Paul McCartney understands that if something isn't broken, don't fix it. The former Beatle has used the same songwriting method for decades and has never thought of changing it. With how many hits Paul has racked up over the years, why would he change how he writes them? Still, there was one time when Paul didn't follow his routine.
Paul McCartney on his songwriting process
Since Paul wrote his first song, "I Lost My Little Girl," at 14, he has continued using the same songwriting process. He usually starts by getting his guitar out or sitting down at the piano and playing a riff or some chords. Then, he works it all out as if he's "writing an essay or doing a crossword puzzle" (per NME). He fine-tuned his methods when he became John Lennon's songwriting partner.
"That's the system I've always used, that John [Lennon] and I started with," Paul said. "I've really never found a better system and that system is just playing the guitar and looking for something that suggests a melody and perhaps some words if you're lucky."
In his book The Lyrics: 1956 to the Present, Paul revealed that his method surprised even the best songwriters, including Stephen Sondheim. However, after writing songs for decades, most hits, he still isn't sure what he's doing half the time.
He told NME, "You never get it down. I don't know how to do this. You'd think I do, but it's not one of these things you ever really know how to do." Paul doesn't always know what he's doing when writing songs, so we'll never truly understand his process.
However, Paul did reveal what happened when he abandoned his technique once.
The only song where Paul wrote the lyrics before the music
In The Lyrics, Paul wrote that 98 percent of his songs come from a musical idea, not a lyrical one. Sometimes words do come out when he's writing a song, especially if it's around a riff, but they're "dummy" lyrics or placeholder lyrics.
Reflecting on it, Paul can only think of one song where he wrote the lyrics before the music, The Beatles' "All My Loving." He said it was only because he was on a tour bus. Paul pointed out that even his most story-like songs, including "Eleanor Rigby," started with a chord, not a lyric.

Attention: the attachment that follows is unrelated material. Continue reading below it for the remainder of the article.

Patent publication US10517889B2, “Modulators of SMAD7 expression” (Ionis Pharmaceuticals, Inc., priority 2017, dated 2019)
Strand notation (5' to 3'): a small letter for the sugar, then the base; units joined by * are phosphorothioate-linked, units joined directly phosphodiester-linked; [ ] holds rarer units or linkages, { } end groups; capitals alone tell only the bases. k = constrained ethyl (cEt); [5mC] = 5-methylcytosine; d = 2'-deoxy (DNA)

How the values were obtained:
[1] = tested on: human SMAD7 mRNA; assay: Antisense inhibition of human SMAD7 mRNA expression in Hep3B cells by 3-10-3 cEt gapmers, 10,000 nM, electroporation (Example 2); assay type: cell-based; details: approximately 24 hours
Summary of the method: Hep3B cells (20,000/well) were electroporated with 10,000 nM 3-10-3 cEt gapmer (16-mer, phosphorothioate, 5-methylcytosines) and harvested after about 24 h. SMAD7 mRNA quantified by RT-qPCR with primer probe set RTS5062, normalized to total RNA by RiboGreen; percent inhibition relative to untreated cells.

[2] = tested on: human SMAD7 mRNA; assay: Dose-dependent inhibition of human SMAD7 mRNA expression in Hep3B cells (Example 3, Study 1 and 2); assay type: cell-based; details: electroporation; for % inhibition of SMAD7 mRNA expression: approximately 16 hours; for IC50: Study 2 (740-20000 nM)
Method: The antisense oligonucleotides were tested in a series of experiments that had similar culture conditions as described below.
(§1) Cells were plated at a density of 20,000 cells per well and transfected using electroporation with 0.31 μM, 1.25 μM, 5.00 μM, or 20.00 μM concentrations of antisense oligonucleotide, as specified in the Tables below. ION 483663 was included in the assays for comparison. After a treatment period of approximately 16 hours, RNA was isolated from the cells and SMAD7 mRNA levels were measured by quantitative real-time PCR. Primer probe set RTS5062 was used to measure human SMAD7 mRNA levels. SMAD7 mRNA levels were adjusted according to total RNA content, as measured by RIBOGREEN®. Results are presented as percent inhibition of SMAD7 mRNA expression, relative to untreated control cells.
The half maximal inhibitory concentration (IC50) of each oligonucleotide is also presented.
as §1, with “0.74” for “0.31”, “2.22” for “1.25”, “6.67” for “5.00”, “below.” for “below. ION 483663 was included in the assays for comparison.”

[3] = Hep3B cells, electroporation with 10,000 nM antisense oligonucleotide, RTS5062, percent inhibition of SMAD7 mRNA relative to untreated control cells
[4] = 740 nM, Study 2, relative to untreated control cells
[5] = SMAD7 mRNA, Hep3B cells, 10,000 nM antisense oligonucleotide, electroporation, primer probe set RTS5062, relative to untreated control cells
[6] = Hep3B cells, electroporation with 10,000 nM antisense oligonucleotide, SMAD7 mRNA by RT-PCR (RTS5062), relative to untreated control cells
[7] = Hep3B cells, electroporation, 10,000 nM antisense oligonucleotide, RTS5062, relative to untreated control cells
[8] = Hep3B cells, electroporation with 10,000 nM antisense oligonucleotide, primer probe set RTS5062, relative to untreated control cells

Paul wrote 'All My Loving' on a tour bus and in front of Roy Orbison
The opening lines of "All My Loving" came to Paul while he was bored on a tour bus with The Beatles in 1963. They were on a touring circuit with other acts, including Roy Orbison. Paul doesn't know if he was thinking of his then-girlfriend Jane Asher when he thought of the lyrics, "Close your eyes, and I'll kiss you."
"It's probably more of a reflection on what our lives were like then – leaving behind family and friends to go on tour and experience all these new adventures," Paul wrote. When the band arrived at the next venue, Paul went to a piano and found the song's chords.
As always in their songwriting process, John added something to "All My Loving" that made it "magical." He played the chords as triplets. It transformed the tune and gave it "momentum." Paul said, "That driving rhythm of John's echoes the feeling of travel and motion."
"But, it was often like that when we were recording. One of us would come up with that little magic thing. It allowed the song to become what it needed to be."
Thank god Paul and John had each other, even if their songwriting process was sometimes unconventional.
Stairway to 11 is dedicated to providing news, reviews, and original content covering classic rock, oldies, and old-school music of all genres. This site also serves as a community for like-minded fans to catch up on the latest news and discuss their passion. Be sure to follow us on Facebook and Twitter.